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Archive for: February

University of Texas at Austin. This is the world’s thinnest wearable Health Monitor, designed and developed by the researchers at the University of Texas at Austin, in the form of a “Graphene-Ink Tattoo”.

Most health monitors in use today are bulky and tend to restrict patients movements. This graphene tattoo will eliminate these restrictions. It picks up electric signal given off by the body and transmits it to a smartphone app.

Read More: An Ultra-Thin – Wearable Health Monitor made possible by a ‘Graphene Ink Tattoo’

Rice University Expands LIG (laser induced graphene) Research and Applications: Supercapacitor, an Electrocatalyst for Fuel Cells, RFID’s and Biological Sensors

Rice University scientists who introduced laser-induced graphene (LIG) have enhanced their technique to produce what may become a new class of edible electronics.

The Rice lab of chemist James Tour, which once turned Girl Scout cookies into graphene, is investigating ways to write graphene patterns onto food and other materials to quickly embed conductive identification tags and sensors into the products themselves.

“This is not ink,” Tour said. “This is taking the material itself and converting it into graphene.” Read More: Rice University Expands LIG (laser induced graphene) Research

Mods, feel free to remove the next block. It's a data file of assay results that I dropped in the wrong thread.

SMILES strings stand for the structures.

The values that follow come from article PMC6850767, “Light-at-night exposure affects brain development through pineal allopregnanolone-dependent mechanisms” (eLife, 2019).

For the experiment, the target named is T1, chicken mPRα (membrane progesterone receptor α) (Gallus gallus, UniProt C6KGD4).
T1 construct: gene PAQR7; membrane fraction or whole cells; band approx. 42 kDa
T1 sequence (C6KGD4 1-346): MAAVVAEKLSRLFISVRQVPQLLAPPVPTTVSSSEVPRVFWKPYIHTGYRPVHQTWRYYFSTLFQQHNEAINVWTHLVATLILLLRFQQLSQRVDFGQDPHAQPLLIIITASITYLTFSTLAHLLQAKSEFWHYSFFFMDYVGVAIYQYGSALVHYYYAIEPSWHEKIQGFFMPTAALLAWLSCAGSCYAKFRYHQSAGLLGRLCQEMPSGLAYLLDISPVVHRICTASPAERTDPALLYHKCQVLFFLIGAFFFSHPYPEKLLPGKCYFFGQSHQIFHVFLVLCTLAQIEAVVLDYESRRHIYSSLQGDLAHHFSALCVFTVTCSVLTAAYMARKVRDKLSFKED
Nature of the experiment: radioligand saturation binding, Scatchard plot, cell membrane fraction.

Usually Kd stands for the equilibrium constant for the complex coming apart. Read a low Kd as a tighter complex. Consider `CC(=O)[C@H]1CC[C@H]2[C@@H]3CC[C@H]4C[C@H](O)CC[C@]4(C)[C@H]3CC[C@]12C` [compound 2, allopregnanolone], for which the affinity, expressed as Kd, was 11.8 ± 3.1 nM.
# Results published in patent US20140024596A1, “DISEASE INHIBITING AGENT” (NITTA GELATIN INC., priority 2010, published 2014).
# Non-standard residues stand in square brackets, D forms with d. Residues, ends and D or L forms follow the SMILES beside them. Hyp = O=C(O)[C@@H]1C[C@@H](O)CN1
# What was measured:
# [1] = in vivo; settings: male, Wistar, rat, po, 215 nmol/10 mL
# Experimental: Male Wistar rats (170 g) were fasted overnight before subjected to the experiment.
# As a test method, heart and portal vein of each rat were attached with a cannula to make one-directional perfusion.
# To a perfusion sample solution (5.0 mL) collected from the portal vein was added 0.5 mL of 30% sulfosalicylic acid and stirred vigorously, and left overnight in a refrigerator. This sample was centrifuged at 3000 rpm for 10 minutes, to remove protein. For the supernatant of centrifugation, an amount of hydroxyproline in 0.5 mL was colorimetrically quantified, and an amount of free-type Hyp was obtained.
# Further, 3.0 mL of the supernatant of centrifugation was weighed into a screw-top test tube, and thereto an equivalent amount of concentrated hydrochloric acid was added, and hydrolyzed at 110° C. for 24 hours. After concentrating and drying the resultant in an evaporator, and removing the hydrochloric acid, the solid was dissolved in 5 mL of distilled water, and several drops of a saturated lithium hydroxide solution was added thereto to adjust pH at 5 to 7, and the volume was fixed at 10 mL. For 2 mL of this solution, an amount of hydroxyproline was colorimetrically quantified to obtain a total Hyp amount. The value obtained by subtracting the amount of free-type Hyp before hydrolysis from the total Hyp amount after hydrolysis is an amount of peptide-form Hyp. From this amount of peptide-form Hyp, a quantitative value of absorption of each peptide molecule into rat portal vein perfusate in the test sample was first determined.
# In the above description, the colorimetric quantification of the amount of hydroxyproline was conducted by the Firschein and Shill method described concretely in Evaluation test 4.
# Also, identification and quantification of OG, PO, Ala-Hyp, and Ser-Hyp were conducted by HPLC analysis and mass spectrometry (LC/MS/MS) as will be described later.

Small Drones Could Be Better for Climate Than Delivery Trucks, Says Study

Automated, unmanned drones are poised to revolutionize the package delivery industry, with a number of companies already testing drone-based delivery methods.

A new study in Nature Communications looks at the climate impact of a shift from truck-based to drone-based package delivery. It finds that while small drones carrying packages weighing less than 0.5 kg would reduce greenhouse gas emissions compared to diesel or electric trucks anywhere in the U.S., the same is not true for larger drones carrying heavier packages.

Read More: Small Drones Could Be Better for Climate Than Delivery Trucks, Says Study

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